'Dog is my favorite animal.'
'A dog is my favorite animal'
The dog is my favouritew animal.
Which one will you prefer, if you are referring to dogs in general?
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Article #10 (permalink) Mon May 02, 2005 19:12 pm   Article
 

I 'm intrigued by the dogmatic and dismissive way you have been adopting the last few days when you refer to an answer that I have just given. I have said that the absence of any article in the sentence: My favourite animal is dog sounds confusing to a native speaker and then you add that there is no possibility ....Throughout the last how many hundreds of replies I have given on these forums I have tried to express what I think is acceptable but I certainly haven't dismissed out of hand what someone else has suggested.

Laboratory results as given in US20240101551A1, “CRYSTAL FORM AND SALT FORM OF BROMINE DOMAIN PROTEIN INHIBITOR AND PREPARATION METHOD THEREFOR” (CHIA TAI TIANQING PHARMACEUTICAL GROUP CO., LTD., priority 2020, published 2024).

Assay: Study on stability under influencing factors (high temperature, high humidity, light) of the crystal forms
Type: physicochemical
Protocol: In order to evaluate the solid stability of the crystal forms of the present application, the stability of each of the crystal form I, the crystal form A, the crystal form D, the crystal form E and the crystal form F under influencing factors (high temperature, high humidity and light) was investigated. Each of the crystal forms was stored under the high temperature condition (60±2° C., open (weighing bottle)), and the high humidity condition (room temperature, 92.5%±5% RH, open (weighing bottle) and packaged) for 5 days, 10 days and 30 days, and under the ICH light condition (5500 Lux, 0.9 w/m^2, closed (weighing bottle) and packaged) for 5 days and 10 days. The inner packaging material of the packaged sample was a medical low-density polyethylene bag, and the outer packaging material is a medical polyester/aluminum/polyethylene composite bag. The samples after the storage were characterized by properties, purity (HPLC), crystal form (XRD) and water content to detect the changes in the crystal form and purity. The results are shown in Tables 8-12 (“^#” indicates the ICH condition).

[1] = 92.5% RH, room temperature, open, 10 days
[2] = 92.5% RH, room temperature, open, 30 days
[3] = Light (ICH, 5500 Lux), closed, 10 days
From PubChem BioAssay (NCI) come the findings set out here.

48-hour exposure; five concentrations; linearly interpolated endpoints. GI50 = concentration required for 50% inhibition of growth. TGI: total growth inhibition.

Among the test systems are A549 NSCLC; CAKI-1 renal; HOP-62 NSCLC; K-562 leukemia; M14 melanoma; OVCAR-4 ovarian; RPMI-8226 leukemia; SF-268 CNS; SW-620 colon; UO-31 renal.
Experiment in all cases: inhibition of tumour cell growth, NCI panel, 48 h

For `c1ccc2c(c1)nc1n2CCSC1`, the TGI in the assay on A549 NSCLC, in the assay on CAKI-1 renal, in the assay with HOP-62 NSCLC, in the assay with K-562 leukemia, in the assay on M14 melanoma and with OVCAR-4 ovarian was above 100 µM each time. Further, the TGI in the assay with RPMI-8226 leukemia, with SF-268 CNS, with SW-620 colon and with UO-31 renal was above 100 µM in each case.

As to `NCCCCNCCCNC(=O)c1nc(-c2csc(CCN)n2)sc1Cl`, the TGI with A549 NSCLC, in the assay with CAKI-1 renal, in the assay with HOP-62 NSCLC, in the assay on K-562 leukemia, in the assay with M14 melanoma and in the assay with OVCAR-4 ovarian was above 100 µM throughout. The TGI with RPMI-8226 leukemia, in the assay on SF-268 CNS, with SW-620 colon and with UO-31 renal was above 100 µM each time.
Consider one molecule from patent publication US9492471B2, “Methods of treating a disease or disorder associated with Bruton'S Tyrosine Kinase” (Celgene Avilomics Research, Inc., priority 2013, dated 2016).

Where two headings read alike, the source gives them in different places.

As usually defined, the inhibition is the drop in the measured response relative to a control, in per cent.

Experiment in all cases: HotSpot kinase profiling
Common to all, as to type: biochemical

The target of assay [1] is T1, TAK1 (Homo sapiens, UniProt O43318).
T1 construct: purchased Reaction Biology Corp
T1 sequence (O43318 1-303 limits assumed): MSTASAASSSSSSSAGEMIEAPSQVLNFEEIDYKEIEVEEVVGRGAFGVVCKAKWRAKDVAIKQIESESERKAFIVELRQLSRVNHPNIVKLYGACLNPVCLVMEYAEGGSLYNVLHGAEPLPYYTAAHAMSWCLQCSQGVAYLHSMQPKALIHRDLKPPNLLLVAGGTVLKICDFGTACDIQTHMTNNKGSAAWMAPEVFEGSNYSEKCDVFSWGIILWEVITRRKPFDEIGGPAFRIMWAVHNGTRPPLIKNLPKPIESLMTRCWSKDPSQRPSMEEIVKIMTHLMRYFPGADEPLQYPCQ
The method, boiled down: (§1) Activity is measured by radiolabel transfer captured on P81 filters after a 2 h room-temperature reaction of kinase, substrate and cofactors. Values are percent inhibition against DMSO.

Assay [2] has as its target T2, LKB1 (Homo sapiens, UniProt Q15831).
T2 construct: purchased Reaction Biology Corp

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Dog or dogs #11 (permalink) Tue May 03, 2005 1:57 am   Dog or dogs
 

Dear Alan,
I feel very bad. I never intended offence. If I had knowingly or unknowingly offended you, forgive me. There was no offence intended, but only to defend, I might have written a few things. Let us discuss and be friends. Let our discussions run wild , not us.
I also wanted to say more about using articles.
As you pointed out, I accept that the indefinite or definite article can be used to refer to a very general idea, particularly ‘generic.’
The cow gives milk.
A dog is an animal.
But here the sentence in question is ‘My favorite animal is a dog.’
The problem arises because of the use of ‘My favorite animal’. He may be referring to dogs in general, but using ‘My favorite animal’ here creates problems.
If a question is asked on his favorite animal, will he answer ‘a dog’ or just ‘dog’?